The situation on the ground in Kabul is changing rapidly as more American troops head in to secure the airport, but it’s clear that most will encounter what photographs from the region show: massive crowds of Afghans trying to escape, chaos and bodies on the city’s streets, and Taliban fighters lurking everywhere.
It’s far different than what it was on Friday when the western-backed government of Afghanistan had a president in power, shops were open, and local policemen were walking the Kabul streets. Now, on Monday, it’s been confirmed that President Ashraf Ghani has fled the country as tens of thousands of his fellow countrymen make desperate attempts to get out by car, on foot, or by literally clinging to the sides of moving aircraft while Taliban fighters sit triumphantly inside the presidential palace.
Though the Taliban had been gaining ground around the country for months, the inevitable fall of Kabul was apparent on Friday with the militant capture of Kandahar and Herat, the second and third-largest cities. The day before, the Pentagon announced the deployment of thousands of troops to begin an evacuation of the U.S. Embassy that was supposed to last until the end of August. The Taliban, however, entered Kabul on Sunday and the government quickly collapsed like a house of cards.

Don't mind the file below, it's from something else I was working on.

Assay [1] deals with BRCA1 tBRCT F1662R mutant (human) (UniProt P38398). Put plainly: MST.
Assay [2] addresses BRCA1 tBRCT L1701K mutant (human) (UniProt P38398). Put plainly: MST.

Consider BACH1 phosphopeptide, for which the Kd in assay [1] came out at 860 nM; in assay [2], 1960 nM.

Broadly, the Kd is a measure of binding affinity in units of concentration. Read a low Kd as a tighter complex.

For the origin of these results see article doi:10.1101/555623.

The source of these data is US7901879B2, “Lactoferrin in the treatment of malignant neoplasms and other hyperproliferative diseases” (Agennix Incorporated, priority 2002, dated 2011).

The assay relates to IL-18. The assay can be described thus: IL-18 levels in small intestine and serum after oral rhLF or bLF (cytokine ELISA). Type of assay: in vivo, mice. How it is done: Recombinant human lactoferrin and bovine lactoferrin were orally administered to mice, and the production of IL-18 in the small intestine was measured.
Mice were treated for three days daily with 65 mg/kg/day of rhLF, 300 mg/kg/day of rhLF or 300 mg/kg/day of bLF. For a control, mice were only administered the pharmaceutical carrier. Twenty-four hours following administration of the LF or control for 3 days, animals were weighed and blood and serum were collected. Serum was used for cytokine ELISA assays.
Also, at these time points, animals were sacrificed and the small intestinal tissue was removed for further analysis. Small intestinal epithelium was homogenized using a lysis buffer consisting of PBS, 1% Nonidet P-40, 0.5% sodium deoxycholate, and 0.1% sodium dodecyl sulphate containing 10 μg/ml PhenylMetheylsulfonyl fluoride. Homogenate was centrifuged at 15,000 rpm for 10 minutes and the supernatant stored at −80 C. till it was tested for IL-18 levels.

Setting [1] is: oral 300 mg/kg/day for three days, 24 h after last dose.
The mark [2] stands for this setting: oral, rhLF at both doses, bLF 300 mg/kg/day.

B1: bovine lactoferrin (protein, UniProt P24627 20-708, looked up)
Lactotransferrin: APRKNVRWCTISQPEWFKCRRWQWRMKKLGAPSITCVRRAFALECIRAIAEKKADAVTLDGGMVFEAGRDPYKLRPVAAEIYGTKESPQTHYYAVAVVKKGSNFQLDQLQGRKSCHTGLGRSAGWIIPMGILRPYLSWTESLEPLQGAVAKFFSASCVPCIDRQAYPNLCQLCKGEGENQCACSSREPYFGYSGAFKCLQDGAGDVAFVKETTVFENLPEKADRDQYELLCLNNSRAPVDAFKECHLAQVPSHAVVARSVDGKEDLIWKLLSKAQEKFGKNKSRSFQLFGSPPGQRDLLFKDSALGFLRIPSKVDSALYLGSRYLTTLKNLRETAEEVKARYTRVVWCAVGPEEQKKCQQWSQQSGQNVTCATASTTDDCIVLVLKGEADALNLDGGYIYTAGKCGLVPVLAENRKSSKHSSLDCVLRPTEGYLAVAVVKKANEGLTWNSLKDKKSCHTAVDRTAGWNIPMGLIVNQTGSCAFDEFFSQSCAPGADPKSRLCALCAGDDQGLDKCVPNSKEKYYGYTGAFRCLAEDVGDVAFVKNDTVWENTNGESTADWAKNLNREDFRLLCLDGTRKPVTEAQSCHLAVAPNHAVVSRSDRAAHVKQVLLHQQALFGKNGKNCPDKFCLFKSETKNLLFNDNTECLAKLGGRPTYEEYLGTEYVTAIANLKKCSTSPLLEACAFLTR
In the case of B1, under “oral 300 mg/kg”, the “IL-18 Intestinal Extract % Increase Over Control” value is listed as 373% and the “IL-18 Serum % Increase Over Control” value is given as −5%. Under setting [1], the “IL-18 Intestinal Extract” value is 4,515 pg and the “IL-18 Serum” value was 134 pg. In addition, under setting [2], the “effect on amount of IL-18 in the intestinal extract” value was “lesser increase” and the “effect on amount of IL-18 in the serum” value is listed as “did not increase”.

“After a series of disasters in recent days, most of the Afghan army began surrendering to the militants as it became clear theirs was a lost cause,” as Jeff Schogol wrote, adding that “Afghan Air Force, which U.S. government officials had repeatedly praised in recent months, was mostly captured on the ground after bases such as Kandahar Airfield fell to the Taliban.“
The fate of tens of thousands of Afghans who helped the U.S. government and other allies as interpreters appears grim: The Biden administration estimated there were about 70,000 Afghans who applied as refugees, according to Rep. Seth Moulton (D-Mass.), yet little more than 1,000 have so far been rescued.
Here’s what we’ve seen on the ground in Afghanistan in recent days:
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